“The fact he’s being dismissive of a Black man who taught for four years in Chicago Public Schools is…you’ve got to stop doing that Paul, you just do,” said Johnson in a recent debate, noting that Vallas himself has actually never been elected, only appointed to positions. ​“I got elected, I’ve been an organizer, I know how to put together a plan.”

Many pundits framed the race as a battle between proxies for two powerful interests — the FOP and the Chicago Teachers Union. Former U.S. Education Secretary Arne Duncan argued in a convoluted op-ed that somehow Vallas’ closeness to the FOP would help him get Chicago’s infamous police in line, a point Vallas also tried to make.

Meanwhile, Johnson’s critics described him as a subservient tool of the CTU — a ​“Manchurian candidate” in Catanzara’s words. The Chicago Tribune editorial board mused about the CTU being the city’s ​“new Machine,” and quoted Vallas-backer Alderman Brian Hopkins making that charge.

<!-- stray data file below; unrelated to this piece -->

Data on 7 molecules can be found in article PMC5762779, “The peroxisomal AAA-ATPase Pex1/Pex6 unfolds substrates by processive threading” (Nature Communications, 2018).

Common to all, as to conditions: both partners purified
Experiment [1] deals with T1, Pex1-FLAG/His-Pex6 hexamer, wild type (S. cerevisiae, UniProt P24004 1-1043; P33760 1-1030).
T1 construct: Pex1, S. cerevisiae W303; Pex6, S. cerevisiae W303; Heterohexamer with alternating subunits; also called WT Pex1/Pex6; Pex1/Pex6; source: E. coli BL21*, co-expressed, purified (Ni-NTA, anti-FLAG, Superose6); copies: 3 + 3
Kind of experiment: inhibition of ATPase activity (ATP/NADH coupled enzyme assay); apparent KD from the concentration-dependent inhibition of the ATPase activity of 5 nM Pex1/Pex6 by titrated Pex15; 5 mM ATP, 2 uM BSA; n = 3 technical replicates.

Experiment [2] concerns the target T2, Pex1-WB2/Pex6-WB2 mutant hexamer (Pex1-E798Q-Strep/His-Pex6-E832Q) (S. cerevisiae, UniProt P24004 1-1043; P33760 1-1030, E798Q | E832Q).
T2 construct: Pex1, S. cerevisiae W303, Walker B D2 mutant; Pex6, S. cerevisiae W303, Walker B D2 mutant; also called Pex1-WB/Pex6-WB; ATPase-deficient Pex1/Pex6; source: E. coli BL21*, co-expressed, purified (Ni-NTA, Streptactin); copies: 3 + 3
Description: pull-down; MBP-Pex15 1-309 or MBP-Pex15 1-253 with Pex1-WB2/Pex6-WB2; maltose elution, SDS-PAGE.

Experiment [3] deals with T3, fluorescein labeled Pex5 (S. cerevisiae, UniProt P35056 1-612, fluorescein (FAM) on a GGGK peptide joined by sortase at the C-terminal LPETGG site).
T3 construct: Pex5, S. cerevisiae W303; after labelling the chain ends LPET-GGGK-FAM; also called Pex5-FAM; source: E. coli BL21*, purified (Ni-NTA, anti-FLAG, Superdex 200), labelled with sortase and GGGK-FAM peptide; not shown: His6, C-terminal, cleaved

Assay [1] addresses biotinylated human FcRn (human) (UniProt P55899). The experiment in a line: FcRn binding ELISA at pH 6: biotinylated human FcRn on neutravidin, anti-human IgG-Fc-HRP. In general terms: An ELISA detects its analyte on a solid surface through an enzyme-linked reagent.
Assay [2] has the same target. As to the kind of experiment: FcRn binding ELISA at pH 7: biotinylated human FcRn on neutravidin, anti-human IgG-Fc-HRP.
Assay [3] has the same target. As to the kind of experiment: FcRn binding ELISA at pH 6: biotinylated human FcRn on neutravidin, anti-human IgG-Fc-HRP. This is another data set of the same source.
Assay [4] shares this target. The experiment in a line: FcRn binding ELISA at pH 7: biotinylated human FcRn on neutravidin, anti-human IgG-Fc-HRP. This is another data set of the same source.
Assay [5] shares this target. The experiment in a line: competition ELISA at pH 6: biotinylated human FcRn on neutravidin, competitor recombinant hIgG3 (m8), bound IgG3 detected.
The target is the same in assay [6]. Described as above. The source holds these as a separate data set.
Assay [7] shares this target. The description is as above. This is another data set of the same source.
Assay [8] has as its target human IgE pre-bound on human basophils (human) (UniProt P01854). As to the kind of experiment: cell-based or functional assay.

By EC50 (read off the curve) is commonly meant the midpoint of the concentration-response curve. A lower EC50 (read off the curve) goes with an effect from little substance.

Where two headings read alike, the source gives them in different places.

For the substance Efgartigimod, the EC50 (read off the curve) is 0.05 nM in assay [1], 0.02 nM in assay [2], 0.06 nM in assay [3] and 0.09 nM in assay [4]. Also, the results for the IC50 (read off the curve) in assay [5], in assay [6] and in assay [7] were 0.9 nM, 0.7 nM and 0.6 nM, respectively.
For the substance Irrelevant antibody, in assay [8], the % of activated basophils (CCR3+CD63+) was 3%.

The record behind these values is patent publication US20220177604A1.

Such framings represented a failure to understand the CTU’s role in the city, making the same mistake that former mayors Rahm Emanuel and Lori Lightfoot both did in trying to cast the union as a villain during their own bitter standoffs.

The CTU has its critics, including members who opposed the union funding Johnson’s candidacy. But the CTU’s biggest infraction in detractors’ eyes seems to be that it is too powerful, moving outside its lane and demanding too large a role in city policy.

In its latest contract negotiations with Mayor Lightfoot, the union demanded provisions going beyond traditional schools issues, addressing topics like housing and immigration. The union argued convincingly that such issues directly impact the well-being of students and teachers.